5. Physical and Mental Health of the Parties: The health of both parties can affect their ability to earn income and their financial needs, which is taken into account to ensure the settlement supports both parties’ health circumstances.
  6. Contributions to Family Welfare: The asset division values and recognises each party’s contributions to family welfare, including those not financially quantifiable, such as domestic chores, childcare, and supporting the other’s career.
  7. Conduct of the Parties: Although generally not a decisive factor, the court can consider any party’s behaviour if it is deemed extremely unjust to disregard, particularly if it had a significant financial impact on the family’s welfare.
  8. Loss of Future Benefits: The settlement can account for a party’s economic disadvantages due to the divorce. This includes considering lost pension benefits or other income that would have been available if the marriage had persisted.
  9. Child Maintenance: The needs of any children involved are prioritised; their welfare, including financial requirements, educational needs, and other resources, are carefully considered. The court also looks at responsibilities toward non-biological children that have been taken on by either party.

These aspects, combined with legal precedents set by cases such as Miller v. Miller, White v. White, and McFarlane v. McFarlane, help frame the court’s decisions. 

Check out: How Much Does a Divorce Cost if Both Parties Agree

Am I Entitled to Spousal Maintenance?

Spousal maintenance is not automatically granted upon divorce or separation to the husband or wife. Whether spousal maintenance is necessary depends on the post-divorce financial circumstances of both parties. The courts will determine if one party should receive maintenance to meet their ongoing financial needs, especially if the couple cannot reach a voluntary agreement.

Here are consider while deciding on spousal maintenance:

  1. Needs of the Lower Earner: Typically, spousal maintenance is awarded to support the lower earner in the relationship. The purpose is to mitigate any undue economic hardship caused by the divorce and to help the recipient maintain a reasonable standard of living.
  2. Ability of the Higher Earner: The court also assesses the higher earner’s ability to pay maintenance, considering their income, financial responsibilities, and lifestyle. The amount set aims to be fair without unduly burdening the higher earner.

The goal is to reach a maintenance agreement that respects the financial abilities of the higher earner while ensuring the lower earner and any children involved are well-supported. 

The duration of maintenance payments can vary.  It may be set for a specific period to allow the recipient time to become financially independent, sometimes coinciding with significant life events like younger children starting school.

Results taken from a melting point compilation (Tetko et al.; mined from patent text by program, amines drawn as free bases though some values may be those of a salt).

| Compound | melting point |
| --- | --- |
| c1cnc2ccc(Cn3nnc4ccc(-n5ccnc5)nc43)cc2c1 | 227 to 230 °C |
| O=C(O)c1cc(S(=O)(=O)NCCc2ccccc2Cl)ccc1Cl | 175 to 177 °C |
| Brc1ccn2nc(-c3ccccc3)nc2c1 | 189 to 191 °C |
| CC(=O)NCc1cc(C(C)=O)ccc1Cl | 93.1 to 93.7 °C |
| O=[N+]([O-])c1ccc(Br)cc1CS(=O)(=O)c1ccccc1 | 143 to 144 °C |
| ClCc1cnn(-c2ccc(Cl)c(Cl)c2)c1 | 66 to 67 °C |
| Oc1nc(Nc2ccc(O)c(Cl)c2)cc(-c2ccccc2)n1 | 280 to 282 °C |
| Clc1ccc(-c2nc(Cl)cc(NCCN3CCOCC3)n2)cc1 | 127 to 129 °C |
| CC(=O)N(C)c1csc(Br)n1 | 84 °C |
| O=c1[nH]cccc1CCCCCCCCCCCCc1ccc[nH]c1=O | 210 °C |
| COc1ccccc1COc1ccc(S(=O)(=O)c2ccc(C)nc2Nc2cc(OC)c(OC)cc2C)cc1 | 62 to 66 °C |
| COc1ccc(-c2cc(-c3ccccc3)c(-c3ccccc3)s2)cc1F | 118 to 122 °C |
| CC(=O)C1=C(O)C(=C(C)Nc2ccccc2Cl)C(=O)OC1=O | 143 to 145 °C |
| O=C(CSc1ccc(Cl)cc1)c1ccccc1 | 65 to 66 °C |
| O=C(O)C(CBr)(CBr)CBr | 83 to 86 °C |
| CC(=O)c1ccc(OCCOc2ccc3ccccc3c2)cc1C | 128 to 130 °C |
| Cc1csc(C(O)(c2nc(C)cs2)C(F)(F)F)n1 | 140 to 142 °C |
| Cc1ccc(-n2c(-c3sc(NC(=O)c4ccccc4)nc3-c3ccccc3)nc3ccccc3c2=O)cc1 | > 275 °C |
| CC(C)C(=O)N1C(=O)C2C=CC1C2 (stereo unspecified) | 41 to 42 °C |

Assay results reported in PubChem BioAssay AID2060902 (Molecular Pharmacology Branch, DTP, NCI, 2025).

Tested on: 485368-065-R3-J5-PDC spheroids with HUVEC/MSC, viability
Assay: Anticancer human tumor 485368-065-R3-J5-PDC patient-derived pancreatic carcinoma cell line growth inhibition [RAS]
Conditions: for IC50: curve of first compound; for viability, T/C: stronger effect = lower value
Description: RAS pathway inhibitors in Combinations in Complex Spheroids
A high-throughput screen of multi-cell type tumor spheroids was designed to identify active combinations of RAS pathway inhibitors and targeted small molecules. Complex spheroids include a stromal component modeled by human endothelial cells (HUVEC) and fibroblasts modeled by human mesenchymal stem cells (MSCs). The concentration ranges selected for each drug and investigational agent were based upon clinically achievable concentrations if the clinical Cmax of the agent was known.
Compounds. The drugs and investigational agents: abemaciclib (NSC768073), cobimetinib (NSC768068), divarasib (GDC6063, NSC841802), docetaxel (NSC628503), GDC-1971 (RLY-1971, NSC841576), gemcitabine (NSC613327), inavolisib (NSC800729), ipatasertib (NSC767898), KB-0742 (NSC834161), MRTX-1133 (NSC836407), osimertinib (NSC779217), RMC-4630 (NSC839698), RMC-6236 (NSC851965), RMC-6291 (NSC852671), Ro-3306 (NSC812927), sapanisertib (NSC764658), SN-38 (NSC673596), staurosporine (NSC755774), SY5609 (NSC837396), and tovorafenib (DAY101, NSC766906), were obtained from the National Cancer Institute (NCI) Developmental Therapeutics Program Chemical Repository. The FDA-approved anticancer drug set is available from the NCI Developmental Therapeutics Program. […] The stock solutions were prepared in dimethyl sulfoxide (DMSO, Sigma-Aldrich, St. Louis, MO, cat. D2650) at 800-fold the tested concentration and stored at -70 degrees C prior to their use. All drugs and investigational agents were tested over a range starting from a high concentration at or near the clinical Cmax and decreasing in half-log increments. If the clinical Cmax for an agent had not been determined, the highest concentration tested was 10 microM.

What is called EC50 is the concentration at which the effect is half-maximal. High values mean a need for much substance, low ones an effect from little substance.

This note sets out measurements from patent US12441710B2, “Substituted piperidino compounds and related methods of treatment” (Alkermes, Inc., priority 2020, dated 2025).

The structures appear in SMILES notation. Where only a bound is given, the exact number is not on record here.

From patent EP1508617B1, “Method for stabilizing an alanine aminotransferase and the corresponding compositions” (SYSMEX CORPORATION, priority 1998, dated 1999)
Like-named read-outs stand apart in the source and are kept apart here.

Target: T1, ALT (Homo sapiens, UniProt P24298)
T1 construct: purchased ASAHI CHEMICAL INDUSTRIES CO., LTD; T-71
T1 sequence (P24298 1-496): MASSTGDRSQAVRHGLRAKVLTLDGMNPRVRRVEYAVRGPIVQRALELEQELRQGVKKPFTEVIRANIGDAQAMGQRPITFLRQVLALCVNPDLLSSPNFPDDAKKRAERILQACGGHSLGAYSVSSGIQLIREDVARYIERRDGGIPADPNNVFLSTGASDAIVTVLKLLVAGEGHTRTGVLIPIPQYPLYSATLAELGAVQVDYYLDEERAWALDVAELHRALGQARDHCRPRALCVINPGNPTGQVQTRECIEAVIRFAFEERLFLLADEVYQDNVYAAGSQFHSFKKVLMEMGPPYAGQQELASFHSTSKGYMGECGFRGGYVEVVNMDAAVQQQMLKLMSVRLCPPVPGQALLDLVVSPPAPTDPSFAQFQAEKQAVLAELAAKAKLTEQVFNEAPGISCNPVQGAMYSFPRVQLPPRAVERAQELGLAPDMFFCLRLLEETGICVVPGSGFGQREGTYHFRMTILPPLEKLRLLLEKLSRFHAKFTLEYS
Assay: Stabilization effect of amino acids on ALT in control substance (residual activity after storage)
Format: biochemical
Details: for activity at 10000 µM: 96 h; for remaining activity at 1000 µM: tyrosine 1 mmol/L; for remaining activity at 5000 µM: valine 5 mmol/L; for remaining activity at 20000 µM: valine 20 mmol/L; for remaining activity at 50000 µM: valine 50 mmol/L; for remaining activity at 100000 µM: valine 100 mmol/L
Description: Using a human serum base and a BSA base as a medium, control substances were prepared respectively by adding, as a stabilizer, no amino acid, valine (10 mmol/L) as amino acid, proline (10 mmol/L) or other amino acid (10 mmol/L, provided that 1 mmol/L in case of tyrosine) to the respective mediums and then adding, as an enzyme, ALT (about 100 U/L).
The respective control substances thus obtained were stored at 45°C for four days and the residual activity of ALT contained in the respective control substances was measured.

Related reading: Different Types of Child Custody Arrangements After Divorce in the UK

Maintenance orders are not always permanent and can be adjusted due to substantial changes in the circumstances, such as the financial status of either party or the needs of the children involved.

Let Gulbenkian Andonian Solicitors Help You

At Gulbenkian Andonian Solicitors, we provide expert legal advice and support to ensure your rights are protected and you receive a fair divorce settlement. Our team of experienced divorce and family law solicitors specialises in all aspects of relevant laws and is ready to support you throughout the divorce process.

We can help you decide whether to pursue negotiations, mediation, arbitration, or court proceedings. From filing the initial divorce papers to finalising the decree absolute, we can handle all aspects of your divorce process. This includes drafting legally binding consent orders, negotiating financial agreements, and representing you in court, if necessary.

Let us assist you in ending this chapter of your life with honour and peace. Contact us today to schedule a consultation and find out more about how we can help you reach a fair divorce settlement that respects your interests and those of your family.

FAQs

Mediation is a way to resolve disputes outside of court, where a neutral third party helps the spouses reach agreements on issues such as child custody or asset division.

Assets are typically divided fairly but not always equally,  considering factors like the duration of the marriage, each spouse’s contributions, and economic necessities after divorce.

A prenuptial agreement is a contract formed before the wedding to specify how assets will be divided if the marriage ends in divorce. It can be legally binding. 

Section 25 factors are considerations by the court regarding financial settlements, including the welfare of any children, parties’ financial needs, income and earning capacity, standard of living, and more.

Pensions count as matrimonial assets during a divorce and may be distributed among the spouses.

Ask our Expert Legal Team

At Gulbenkian Andonian, we pride ourselves on “Excellence, Experience and Efficiency”. With over 35 years of experience on your side, our team of London based lawyers and solicitors have a wealth of experience advising individuals, families and businesses of all sizes to find clarity on UK law.

Call us on +44 (0) 207 269 9590 or fill out the form below. We usually reply within a few hours.